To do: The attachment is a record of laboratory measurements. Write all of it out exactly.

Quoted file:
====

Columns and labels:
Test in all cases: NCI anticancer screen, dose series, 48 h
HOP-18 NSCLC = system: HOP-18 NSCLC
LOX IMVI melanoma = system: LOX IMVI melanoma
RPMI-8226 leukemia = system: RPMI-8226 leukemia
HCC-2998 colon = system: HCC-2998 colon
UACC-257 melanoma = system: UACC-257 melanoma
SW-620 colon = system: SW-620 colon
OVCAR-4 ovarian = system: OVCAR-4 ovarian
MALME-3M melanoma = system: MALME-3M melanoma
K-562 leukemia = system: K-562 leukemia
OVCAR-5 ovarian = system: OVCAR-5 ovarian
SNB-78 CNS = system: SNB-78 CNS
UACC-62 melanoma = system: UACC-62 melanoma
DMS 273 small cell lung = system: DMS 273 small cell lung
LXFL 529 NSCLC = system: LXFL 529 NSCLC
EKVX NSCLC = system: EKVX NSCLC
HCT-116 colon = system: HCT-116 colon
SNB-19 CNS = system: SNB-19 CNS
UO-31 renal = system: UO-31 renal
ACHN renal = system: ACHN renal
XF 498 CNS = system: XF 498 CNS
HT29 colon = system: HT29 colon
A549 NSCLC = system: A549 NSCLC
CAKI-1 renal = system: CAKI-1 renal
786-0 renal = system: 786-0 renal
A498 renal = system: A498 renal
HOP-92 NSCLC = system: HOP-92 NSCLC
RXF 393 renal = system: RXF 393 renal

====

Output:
Columns and labels:
Test in all cases: NCI anticancer screen, dose series, 48 h
HOP-18 NSCLC = system: HOP-18 NSCLC
LOX IMVI melanoma = system: LOX IMVI melanoma
RPMI-8226 leukemia = system: RPMI-8226 leukemia
HCC-2998 colon = system: HCC-2998 colon
UACC-257 melanoma = system: UACC-257 melanoma
SW-620 colon = system: SW-620 colon
OVCAR-4 ovarian = system: OVCAR-4 ovarian
MALME-3M melanoma = system: MALME-3M melanoma
K-562 leukemia = system: K-562 leukemia
OVCAR-5 ovarian = system: OVCAR-5 ovarian
SNB-78 CNS = system: SNB-78 CNS
UACC-62 melanoma = system: UACC-62 melanoma
DMS 273 small cell lung = system: DMS 273 small cell lung
LXFL 529 NSCLC = system: LXFL 529 NSCLC
EKVX NSCLC = system: EKVX NSCLC
HCT-116 colon = system: HCT-116 colon
SNB-19 CNS = system: SNB-19 CNS
UO-31 renal = system: UO-31 renal
ACHN renal = system: ACHN renal
XF 498 CNS = system: XF 498 CNS
HT29 colon = system: HT29 colon
A549 NSCLC = system: A549 NSCLC
CAKI-1 renal = system: CAKI-1 renal
786-0 renal = system: 786-0 renal
A498 renal = system: A498 renal
HOP-92 NSCLC = system: HOP-92 NSCLC
RXF 393 renal = system: RXF 393 renal